The journey, the foreign land, oppression, deliverance from God, the great exodus and finally the arrival and the gift of the land constitute “the paradigm” of each “story of salvation”, may it be personal or collective: in Jesus Christ this journey has its beginning and its fullness. The offering to God of the first fruits becomes the occasion and the way to proclaim the ultimate meaning of the whole of this event: celebrating communion among people and their Lord “returning” to Him that what we have received from Him, namely, not a possession, but a word and a way of communion. The Egyptians mistreated us, humiliated us… then we cried… the Lord hears our voice… “and so today, we can take possession of these words to “describe” in their deepest and truest levels our personal and collective history.
Proverb 3,9: Honor the Lord with your belongings and with the first fruits of your crops
Rm 11,16: If the first fruits are holy, so also will be the dough; if the root is holy, so also will be the branches.
The righteousness that comes from the law assumes that a “man that puts it in practice” that “through it it he shall live”. The righteousness that comes by faith takes off by half every hypothesis of our actions: neither to climb to the heavens to make Christ descend, nor to descend into the abyss to bring Christ up from the dead. Jesus, descended to our flesh and to our wounded story, descended until the end of His Cross, and Jesus resurrected from the dead, He is close to us. “Close to you is the Word (that is Jesus), on your mouth and in your heart. ” And it is this that allows the mouth to proclaim that “Jesus is the Lord!” and to believe with the heart that God has raised Him from the dead: and this is the salvation. Without any condition connected to the law, for this the salvation is an offering to all, to Jews as well as to Greeks. There is not much distinction, because “He is the Lord of all, rich to all those who invoke Him”.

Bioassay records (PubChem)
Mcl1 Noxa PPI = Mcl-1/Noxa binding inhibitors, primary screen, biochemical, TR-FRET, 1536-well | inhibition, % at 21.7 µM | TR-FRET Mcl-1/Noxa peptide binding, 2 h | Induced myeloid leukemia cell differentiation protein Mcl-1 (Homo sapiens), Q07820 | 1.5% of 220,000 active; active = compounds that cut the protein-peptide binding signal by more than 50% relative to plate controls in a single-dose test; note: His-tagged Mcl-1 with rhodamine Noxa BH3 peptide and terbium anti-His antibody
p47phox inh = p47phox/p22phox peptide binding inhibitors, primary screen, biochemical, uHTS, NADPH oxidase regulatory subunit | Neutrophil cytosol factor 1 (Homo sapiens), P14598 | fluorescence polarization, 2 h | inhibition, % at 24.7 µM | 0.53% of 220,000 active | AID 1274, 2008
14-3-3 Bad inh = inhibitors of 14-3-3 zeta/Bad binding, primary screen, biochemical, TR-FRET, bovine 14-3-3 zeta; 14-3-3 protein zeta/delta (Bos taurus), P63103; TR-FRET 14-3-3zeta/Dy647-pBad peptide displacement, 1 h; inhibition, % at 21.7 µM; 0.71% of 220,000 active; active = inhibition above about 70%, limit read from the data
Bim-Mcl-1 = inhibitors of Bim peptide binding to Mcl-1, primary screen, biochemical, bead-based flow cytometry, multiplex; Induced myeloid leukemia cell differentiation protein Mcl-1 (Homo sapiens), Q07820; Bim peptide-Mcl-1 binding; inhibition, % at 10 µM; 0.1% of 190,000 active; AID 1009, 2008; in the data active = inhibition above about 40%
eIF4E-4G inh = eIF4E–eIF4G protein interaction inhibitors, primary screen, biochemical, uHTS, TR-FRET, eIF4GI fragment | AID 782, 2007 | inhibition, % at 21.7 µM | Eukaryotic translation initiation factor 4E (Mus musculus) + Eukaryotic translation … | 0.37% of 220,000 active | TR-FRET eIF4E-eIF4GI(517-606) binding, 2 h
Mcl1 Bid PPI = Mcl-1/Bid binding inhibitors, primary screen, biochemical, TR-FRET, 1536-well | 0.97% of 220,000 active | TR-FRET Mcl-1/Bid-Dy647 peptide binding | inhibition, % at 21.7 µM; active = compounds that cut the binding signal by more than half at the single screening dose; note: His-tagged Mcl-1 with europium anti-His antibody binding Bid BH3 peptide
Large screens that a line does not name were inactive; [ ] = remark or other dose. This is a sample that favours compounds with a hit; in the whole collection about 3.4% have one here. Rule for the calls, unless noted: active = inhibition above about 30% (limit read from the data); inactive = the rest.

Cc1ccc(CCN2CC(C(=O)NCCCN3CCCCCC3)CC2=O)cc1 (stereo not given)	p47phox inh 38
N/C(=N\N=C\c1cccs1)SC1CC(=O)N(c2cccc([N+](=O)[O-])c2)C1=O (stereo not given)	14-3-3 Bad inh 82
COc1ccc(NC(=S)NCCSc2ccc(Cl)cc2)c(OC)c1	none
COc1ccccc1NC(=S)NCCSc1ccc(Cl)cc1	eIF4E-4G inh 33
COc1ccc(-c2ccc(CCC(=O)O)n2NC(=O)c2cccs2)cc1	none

Ps 71,1: In you, Lord, I take refuge, never will I be disappointed.
Phi 1,20: According to my ardent waiting and the hope that in nothing will I be disappointed.
Evil is really a… mystery, a reality greater than man and of his every potentiality. The same personification in the devil is not an imaginative fantasy, but contributes to underline the reality of an enemy, against which man succumbs, if not rescues himself from the one who is stronger. In our passage, Jesus is presented and is revealed as “Man of God”, humanly exposed to the violence and to the power of the evil, and rescued and saved by the power of God. The Word that we receive today is, however, an image of a clash between evil and human fragility, visited and saved by God. The devil addresses Jesus with that “If you are the Son of God …” Jesus illuminates the deep face of this sonship which is strong not for power and worldly belongingness, but to humility and total communion with the Father.
Is 1,7: your land is the desert, your cities burned up with fire.
Ap 17,3: The angel of the Lord has led me into the spirit of the desert.
For personal reflection or in groups:
– What do you think that you can offer to the Lord?
– Do you believe more the Law or the act of Jesus Christ?
– How do you look at the clash between good and the evil?